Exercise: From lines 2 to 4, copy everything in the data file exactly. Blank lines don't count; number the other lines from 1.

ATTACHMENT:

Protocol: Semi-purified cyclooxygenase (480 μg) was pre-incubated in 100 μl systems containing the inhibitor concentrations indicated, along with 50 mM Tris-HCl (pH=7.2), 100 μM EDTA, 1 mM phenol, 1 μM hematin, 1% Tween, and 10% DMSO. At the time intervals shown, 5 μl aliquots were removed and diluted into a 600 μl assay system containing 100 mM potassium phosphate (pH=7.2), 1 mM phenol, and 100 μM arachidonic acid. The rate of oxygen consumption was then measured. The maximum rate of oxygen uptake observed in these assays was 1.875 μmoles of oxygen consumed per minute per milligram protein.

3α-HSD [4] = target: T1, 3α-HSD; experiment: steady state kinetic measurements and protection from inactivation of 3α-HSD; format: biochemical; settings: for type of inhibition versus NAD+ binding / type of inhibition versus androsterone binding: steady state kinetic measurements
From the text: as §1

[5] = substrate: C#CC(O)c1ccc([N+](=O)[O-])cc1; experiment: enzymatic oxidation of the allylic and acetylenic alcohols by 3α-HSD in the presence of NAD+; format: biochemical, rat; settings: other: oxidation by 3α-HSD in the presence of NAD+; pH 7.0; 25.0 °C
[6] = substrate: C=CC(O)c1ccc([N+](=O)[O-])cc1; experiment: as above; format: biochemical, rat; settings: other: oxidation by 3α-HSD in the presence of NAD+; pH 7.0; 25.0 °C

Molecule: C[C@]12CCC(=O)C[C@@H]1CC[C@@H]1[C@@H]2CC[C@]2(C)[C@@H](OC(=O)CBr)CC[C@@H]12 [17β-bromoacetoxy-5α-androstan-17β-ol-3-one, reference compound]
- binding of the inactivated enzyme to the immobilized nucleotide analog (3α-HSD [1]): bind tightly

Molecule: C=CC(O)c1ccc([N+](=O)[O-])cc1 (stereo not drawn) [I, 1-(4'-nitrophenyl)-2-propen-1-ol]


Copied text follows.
3α-HSD [4] = target: T1, 3α-HSD; experiment: steady state kinetic measurements and protection from inactivation of 3α-HSD; format: biochemical; settings: for type of inhibition versus NAD+ binding / type of inhibition versus androsterone binding: steady state kinetic measurements
From the text: as §1

[5] = substrate: C#CC(O)c1ccc([N+](=O)[O-])cc1; experiment: enzymatic oxidation of the allylic and acetylenic alcohols by 3α-HSD in the presence of NAD+; format: biochemical, rat; settings: other: oxidation by 3α-HSD in the presence of NAD+; pH 7.0; 25.0 °C